I am so glad I picked up a copy of Winter Counts by David Heska Wanbli Weiden when Book of the Month had it as a September 2020 choice. This crime fiction set on the Rosebud reservation in South Dakota was fast paced, hard hitting, and different than any other crime fiction I have read.
Winter Counts is set on the Rosebud reservation in South Dakota, which is enforced by tribal police with minimal enforcement power and the Federal government who rarely prosecute crimes that occur on the reservation. Virgil Wounded Horse is a vigilante enforcer who takes on the cases that the police and Feds won’t take on. He gets information from one of the tribal leaders that heroin is making it’s way into Rosebud and is specifically being targeted at the high school students. This hits home for Virgil as he is the guardian for his teenage nephew. What begins as a single manhunt, turns personal and much bigger than Virgil imagined. With current themes of reservation life and the US’ treatment of indigenous people both in the past and in the current day, this crime fiction is unique in every sense and serves as a semi-history lesson.
Winter Counts is a breakout debut novel with a story that needs to be shared. Growing up and living in rural Wisconsin and Minnesota, I have some exposure to tribal laws on reservations and the indigenous population, but this book opened my eyes to just how much this marginalized community suffers. The story of drugs and Virgil having to take matters into his own hands is not completely fiction. Things like this happen everyday on reservations and law enforcement barely bats an eye. It was hard to not become infuriated while reading this book, but it made me want to educate myself more on what the indigenous community faces. For a group of people that once called this land home and lived in peace, what they endure now is despicable and is no way to respect them.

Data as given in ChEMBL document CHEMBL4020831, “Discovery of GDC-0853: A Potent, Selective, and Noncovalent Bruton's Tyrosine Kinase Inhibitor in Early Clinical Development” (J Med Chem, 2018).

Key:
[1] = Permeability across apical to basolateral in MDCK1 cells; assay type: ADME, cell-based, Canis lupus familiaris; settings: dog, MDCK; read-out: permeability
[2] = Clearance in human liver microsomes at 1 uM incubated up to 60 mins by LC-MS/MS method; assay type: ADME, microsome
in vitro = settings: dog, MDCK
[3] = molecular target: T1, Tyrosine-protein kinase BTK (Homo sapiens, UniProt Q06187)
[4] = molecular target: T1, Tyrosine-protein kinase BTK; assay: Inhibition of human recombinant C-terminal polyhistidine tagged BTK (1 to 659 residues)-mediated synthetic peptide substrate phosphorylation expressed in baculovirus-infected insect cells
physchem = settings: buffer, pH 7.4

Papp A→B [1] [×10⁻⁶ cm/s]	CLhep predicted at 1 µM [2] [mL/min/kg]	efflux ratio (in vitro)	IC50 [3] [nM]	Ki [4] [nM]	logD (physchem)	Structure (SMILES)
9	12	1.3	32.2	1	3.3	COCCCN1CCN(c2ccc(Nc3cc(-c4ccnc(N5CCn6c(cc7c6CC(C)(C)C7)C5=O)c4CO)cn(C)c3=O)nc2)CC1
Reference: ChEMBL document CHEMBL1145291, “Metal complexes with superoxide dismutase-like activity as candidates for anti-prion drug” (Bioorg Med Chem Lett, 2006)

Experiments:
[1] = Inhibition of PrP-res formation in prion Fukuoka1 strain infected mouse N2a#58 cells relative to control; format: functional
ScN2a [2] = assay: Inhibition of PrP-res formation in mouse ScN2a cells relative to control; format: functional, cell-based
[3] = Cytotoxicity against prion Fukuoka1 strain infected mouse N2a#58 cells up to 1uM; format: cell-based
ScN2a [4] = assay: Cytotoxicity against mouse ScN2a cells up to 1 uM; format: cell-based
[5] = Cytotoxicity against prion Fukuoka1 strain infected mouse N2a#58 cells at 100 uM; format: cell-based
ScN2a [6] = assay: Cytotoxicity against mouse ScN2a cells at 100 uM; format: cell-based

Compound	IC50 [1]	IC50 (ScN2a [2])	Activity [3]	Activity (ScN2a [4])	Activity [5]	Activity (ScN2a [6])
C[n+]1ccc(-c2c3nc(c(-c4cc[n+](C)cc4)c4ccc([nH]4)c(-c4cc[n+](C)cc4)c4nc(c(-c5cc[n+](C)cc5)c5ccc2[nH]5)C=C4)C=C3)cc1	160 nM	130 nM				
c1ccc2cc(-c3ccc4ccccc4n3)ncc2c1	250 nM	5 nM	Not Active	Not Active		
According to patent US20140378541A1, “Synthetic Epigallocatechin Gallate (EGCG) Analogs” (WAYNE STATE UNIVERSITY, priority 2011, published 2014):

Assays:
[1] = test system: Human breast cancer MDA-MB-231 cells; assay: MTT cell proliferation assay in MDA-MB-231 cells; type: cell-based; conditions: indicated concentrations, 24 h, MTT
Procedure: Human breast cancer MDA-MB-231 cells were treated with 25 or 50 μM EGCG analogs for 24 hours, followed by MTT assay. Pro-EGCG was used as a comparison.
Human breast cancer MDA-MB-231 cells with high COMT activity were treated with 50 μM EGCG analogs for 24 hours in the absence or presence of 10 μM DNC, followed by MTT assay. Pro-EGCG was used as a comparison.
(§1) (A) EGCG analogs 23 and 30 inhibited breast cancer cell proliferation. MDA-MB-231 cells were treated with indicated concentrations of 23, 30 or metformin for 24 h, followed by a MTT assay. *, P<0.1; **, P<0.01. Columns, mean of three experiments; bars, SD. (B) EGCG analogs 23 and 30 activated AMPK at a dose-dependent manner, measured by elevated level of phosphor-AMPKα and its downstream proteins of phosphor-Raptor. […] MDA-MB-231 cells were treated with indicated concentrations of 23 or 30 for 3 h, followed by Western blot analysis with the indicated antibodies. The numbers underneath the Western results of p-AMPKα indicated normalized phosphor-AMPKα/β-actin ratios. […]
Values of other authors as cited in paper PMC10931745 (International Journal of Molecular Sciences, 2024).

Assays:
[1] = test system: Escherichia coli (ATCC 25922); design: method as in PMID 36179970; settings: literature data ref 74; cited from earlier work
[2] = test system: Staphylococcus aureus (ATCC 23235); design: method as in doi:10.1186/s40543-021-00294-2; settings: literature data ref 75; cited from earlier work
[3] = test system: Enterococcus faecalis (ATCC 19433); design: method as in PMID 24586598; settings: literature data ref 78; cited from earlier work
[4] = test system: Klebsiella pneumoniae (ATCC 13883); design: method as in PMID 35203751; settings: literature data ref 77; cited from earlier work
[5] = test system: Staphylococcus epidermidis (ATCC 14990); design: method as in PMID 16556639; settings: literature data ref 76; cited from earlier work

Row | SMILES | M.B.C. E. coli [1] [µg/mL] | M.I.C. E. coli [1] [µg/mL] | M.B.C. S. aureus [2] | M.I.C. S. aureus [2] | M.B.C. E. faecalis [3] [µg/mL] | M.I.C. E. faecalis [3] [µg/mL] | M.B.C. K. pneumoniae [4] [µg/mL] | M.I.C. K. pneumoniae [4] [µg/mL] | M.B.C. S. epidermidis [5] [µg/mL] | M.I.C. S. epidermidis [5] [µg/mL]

This story is fast paced, and the twists are unpredictable, but nothing is more important than the history lesson David Heska Wanbli Weiden provides us. I loved learning about the Lakota traditions and felt honored that he was able to share what he did with us. I highly recommend you read the author’s note at the end, as it gives you a well rounded view of what went into this book and he also provides book recommendations if you want to read more on the topics he covered. I definitely added some to my reading list.
Content warning: racism towards indigenous people, violence, death of loved one, murder, drug overdose
“What I’d discovered was that sadness is like an abandoned car left out in a field for good-it changes a little over the years, but doesn’t ever disappear. You may forget about it for awhile, but it’s still there, rusting away, until you notice it again.”